From seasoned economists to market novices, virtually everyone can agree on one age-old truth — prices tend to rise over time.
That truth, unfortunate as is may be, is called inflation.
By now, you’ve heard us talk about inflation so much that it’s probably becoming annoying. Still, it’s one of the most important economic indicators that exists.
At the risk of sounding like a broken record, we’ve got another data point you probably don’t want to hear:
Thanks to how it’s typically measured and presented to the public, inflation is probably worse than most people think.
It’s time we talk about the Consumer Price Index
In case you need a quick refresher, inflation in its basic form looks something like this: suppose you paid $10 for a pastry last year and find yourself paying $12 today for that same pastry. In that case, it’s safe to say that the pastry market has experienced an inflation rate of 20%.
The historic rate of inflation in the US
While the calculation for inflation is straightforward, the global economy includes many more variables than just pastries. Steel, lumber, milk, and cars all experience inflation at different rates based on supply and demand for these items.
Governments make a concerted effort to quantify inflation in the broader economy. The most popular metric is the Consumer Price Index (CPI).
The CPI’s design makes it applicable as a general measure of inflation across the US economy’s diverse regions. It’s supposed to account for differences in regional consumption and provide a holistic picture of the economy’s overall health.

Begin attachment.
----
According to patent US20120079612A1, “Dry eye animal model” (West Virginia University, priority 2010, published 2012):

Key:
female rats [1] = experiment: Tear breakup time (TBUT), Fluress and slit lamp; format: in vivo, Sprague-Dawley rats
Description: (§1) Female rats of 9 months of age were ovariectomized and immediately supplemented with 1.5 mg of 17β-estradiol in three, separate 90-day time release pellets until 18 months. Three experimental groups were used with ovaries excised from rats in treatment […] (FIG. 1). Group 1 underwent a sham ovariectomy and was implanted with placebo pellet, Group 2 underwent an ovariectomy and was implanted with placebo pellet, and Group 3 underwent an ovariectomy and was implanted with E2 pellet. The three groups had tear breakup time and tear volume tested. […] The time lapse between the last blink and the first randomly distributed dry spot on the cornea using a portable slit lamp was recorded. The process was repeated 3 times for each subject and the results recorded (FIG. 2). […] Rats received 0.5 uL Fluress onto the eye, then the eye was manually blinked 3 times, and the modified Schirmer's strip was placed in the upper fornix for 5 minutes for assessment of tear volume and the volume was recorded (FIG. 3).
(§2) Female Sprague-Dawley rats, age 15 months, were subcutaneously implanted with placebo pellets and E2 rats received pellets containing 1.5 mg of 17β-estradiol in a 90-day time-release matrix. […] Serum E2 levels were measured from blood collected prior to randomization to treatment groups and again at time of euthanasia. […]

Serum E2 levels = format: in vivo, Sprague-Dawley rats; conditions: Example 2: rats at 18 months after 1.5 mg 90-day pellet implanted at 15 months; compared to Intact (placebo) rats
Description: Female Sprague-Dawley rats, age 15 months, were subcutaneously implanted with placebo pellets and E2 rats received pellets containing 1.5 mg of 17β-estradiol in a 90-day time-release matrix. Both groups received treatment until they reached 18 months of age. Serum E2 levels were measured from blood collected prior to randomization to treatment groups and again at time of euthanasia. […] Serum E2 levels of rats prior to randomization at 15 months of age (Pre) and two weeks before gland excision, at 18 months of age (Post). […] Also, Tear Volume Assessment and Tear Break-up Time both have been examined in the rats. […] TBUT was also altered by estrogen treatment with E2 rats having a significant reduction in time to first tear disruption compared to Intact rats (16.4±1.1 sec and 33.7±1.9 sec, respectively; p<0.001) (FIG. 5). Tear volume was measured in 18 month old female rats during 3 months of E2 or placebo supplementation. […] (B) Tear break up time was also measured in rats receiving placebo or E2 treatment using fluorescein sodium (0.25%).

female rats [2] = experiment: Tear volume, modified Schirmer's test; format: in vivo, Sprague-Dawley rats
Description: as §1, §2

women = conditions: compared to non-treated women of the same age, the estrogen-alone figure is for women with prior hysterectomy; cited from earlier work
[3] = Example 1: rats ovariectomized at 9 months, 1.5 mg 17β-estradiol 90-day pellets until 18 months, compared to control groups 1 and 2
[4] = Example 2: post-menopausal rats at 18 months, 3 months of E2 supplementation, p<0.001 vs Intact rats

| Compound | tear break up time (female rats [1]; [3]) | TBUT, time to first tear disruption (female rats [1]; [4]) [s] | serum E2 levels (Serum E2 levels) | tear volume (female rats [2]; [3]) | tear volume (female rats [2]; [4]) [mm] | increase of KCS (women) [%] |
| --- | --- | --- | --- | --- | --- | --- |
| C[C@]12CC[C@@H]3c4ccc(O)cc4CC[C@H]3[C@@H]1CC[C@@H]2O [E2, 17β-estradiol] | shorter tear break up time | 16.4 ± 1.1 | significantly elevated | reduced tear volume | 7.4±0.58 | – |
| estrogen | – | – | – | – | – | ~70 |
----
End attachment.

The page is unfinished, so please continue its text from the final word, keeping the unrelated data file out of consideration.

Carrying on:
But there’s a problem. The CPI has grown wildly inaccurate over time.
According to ShadowStats, which provides alternative inflation data based on early 1980s methodologies, inflation rates have been significantly higher than the official numbers from the Bureau of Labor Statistics (BLS).
Originally the CPI was a cost of goods index, tracking a dynamically weighted basket of preselected commodities. That approach made the CPI a robust metric for calculating inflation. Along with politicians and economists, the Fed continues to use the metric today to adjust policy decisions and moderate public sentiment.
However, in the mid-1980s, politicians were exploring ways to limit government expenditures. To accomplish that goal, they introduced a series of adjustments to the CPI.
The narrative espoused was that the CPI overstated inflation and required more substitutions (such as relatively inexpensive hamburger meat for expensive steak).
The adjustment would reduce the cost-of-living adjustments for Social Security recipients, thus reducing the country’s deficit without politicians having to challenge Social Security publicly.
Such a transition made intuitive sense for decision-makers. It’s reasonable to track the ebbs and flows that impact the cost of living rather than track a fixed bundle of items, right? Well, there was more to it than that.
The transition also came with the added benefit of pushing taxpayers into a higher bracket, further buffering the country’s coffers.
With all these incentives for certain participants, the CPI adjustments opened a pandora’s box of substitutions that over time undermined the CPI’s reliability at the expense of the average consumer.